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Older adults need support for healthy weight loss in 2018

Older adults need support for healthy weight loss in 2018

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Older adults need support for healthy weight loss in 2018
Credit: Wake Forest University

If you’re trying to drop a few pounds in 2018, forget the fancy gym memberships and the home-delivered diets. Researchers at Wake Forest University say seniors whose New Year’s resolution is to lose weight succeed with a much cheaper and more accessible solution: classes at community fitness centers such as the YMCA.

The findings are part of a large, randomized controlled clinical trial, Cooperative Lifestyle Intervention Program-II (CLIP-II), which evaluates the effects of diet- and exercise-induced weight loss on mobility in obese, older adults in a community setting. In this case, it was three YMCA facilities.

Researchers learned that YMCA staff, with minimal training and monitoring, can help overweight seniors lose weight through diet and exercise comparable to state-of-the-art – and expensive – weight-loss management programs.

“The connection the diet and fitness staff built with these older adults was absolutely pivotal to the results that we saw,” said Jack Rejeski, Thurman D. Kitchin Professor of Health and Exercise Science at Wake Forest and co-principal investigator for CLIP-II.

Tony Marsh, also a professor of health and exercise science and Rejeski’s co-principal investigator, trained the community center staff for the CLIP-II study. He said there are three core reasons why their efforts kept study participants engaged and committed to losing weight:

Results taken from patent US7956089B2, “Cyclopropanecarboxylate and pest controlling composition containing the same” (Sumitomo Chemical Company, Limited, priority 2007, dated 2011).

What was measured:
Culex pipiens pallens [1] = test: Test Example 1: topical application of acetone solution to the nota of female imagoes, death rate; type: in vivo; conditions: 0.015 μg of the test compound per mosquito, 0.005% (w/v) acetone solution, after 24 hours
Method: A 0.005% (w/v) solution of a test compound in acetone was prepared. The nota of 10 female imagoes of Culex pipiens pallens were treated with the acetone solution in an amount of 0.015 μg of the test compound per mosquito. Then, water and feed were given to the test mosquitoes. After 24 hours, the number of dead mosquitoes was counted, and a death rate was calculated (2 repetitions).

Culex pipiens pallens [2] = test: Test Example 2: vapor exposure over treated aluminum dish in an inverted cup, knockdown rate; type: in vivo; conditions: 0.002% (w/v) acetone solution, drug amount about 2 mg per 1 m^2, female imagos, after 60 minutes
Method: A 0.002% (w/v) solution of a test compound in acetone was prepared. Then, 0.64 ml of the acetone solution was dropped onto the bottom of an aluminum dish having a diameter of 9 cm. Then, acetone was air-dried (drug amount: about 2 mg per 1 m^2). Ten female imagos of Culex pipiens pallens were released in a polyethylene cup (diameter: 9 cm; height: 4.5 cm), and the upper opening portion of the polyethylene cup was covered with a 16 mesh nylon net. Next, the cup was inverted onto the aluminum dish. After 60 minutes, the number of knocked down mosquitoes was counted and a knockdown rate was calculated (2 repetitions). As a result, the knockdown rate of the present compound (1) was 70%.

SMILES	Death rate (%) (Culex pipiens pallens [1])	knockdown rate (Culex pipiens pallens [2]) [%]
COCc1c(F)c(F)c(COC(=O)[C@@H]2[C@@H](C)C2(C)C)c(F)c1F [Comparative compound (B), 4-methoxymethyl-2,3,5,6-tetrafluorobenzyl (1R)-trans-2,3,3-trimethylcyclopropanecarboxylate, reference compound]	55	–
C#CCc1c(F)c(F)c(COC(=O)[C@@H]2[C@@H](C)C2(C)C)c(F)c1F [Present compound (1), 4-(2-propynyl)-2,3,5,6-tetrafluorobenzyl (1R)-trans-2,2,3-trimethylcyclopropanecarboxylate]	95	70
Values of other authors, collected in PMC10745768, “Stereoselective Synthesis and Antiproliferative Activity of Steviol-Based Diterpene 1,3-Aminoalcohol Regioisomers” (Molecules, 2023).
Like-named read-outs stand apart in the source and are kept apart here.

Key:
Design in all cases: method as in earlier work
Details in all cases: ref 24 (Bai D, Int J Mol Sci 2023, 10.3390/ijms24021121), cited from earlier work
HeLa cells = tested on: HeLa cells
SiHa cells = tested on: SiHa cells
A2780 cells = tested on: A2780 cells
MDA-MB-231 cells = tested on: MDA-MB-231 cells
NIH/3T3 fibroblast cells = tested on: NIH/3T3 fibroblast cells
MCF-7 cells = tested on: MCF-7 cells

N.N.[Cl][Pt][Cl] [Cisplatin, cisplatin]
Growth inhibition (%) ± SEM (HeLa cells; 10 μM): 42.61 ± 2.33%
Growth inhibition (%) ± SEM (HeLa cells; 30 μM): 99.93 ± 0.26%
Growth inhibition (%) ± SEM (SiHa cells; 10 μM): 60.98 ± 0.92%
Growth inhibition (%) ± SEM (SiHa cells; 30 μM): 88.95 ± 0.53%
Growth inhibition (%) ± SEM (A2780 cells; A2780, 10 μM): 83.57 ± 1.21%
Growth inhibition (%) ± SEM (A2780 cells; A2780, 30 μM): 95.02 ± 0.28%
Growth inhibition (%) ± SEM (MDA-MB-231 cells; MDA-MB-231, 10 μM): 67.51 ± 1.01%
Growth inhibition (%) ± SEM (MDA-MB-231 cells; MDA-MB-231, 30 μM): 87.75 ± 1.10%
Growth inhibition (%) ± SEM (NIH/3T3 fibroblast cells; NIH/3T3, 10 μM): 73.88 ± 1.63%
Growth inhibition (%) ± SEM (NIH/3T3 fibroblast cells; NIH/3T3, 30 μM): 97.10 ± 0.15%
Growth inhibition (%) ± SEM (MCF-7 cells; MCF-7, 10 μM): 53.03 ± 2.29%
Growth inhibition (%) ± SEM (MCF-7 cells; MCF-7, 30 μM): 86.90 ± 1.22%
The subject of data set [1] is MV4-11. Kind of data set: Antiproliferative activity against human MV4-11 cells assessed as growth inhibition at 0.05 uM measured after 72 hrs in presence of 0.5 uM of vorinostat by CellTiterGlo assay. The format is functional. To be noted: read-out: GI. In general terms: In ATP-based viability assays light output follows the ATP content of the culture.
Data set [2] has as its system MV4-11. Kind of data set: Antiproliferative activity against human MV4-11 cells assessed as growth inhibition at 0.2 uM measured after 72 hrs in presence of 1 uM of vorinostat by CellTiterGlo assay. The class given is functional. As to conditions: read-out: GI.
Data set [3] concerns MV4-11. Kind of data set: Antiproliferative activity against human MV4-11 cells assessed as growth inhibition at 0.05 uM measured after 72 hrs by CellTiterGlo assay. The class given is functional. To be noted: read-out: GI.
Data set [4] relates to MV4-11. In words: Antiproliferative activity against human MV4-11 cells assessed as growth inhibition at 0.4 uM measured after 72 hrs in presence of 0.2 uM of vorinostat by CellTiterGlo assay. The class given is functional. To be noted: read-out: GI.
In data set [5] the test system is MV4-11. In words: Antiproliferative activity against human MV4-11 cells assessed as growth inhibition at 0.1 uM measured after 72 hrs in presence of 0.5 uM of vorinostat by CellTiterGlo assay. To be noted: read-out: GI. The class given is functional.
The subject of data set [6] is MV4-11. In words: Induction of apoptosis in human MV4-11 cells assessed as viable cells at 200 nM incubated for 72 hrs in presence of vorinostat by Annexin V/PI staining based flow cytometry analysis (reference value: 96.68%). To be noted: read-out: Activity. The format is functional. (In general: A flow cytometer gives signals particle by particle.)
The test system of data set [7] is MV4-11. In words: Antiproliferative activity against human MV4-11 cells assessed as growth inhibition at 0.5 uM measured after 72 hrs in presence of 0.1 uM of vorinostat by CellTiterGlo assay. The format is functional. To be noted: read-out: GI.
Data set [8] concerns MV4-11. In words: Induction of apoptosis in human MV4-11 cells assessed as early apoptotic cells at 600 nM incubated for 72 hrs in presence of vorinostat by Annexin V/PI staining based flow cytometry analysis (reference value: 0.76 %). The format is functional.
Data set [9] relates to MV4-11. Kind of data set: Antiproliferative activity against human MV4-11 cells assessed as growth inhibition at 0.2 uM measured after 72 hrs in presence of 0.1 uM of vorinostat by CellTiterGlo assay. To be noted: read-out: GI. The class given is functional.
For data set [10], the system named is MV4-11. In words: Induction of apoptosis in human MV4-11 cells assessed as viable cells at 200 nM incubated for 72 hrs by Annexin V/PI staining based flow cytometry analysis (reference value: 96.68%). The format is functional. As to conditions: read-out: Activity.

1. Staff provided very specific advice on what participants needed to do to make a change.
  2. The study team really listened to participant feedback. “We tried not to push things on people,” he said. “It’s not a boot camp. The YMCA staff were very empathetic and understanding.”
  3. Participants were held accountable every day, through tracking weight, level of activity and ability to move.

Community center staff also were sure to point out quality-of-life improvements with participants.

“If you know you couldn’t pick up your grandchild and now you can, that’s a clear demonstration of the impact on your life,” Marsh said. “One participant told us that she could start gardening in her sloping back yard because she had built the strength to keep her balance.”

CLIP-II studied 249 men and women age 60-79 who were overweight and exercised very little. For 18 months, they followed one of three weight-loss regimens: diet alone; diet plus walking for aerobic exercise; or diet plus resistance (weight) training. Funding came from the National Institutes of Health/National Heart, Lung and Blood Institute and the National Institutes on Aging.

All three groups lost weight. The groups that combined diet and exercise interventions lost the most: on average, nearly 20 pounds.

Interestingly, the group that combined weight training with diet lost more fat and less muscle mass – keys to maintaining mobility and staving off injury as you age.

And because this study was done in a community setting instead of a lab, the results can be replicated in community fitness centers everywhere – especially at a time of year when weight-loss resolutions abound.

“This is a practical, pragmatic approach to weight loss that anyone can do with the right guidance,” Rejeski said.


Explore further:
Lose fat, preserve muscle—weight training beats cardio for older adults

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